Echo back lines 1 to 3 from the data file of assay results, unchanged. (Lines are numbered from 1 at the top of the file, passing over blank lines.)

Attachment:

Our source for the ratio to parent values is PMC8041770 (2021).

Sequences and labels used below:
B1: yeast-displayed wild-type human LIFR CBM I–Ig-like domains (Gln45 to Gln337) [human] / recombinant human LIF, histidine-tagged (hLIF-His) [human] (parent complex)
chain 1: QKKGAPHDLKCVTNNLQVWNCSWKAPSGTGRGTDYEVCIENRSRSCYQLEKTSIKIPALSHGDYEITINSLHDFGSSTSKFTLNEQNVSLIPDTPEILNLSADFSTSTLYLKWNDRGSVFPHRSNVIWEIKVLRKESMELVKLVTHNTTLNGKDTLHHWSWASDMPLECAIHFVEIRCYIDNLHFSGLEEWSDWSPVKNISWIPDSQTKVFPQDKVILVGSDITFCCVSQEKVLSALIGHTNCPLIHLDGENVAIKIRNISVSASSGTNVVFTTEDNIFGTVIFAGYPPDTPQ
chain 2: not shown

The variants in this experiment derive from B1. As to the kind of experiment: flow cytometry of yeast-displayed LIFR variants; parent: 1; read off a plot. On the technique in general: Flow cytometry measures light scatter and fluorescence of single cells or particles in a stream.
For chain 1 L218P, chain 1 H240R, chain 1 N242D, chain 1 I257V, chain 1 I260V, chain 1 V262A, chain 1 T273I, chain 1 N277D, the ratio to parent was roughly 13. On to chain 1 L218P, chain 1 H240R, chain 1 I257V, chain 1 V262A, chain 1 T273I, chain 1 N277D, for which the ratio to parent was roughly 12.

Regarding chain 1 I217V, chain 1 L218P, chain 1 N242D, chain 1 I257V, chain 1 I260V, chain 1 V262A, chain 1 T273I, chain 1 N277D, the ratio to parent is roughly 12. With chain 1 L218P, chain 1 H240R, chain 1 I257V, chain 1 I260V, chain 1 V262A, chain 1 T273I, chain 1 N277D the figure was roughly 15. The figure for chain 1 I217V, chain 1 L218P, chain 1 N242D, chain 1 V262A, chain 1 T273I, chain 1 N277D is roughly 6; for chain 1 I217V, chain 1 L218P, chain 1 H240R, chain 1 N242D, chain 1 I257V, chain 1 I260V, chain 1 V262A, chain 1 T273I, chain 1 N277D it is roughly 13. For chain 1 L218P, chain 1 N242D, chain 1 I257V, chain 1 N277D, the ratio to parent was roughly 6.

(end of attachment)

Our source for the ratio to parent values is PMC8041770 (2021).

Sequences and labels used below:
B1: yeast-displayed wild-type human LIFR CBM I–Ig-like domains (Gln45 to Gln337) [human] / recombinant human LIF, histidine-tagged (hLIF-His) [human] (parent complex)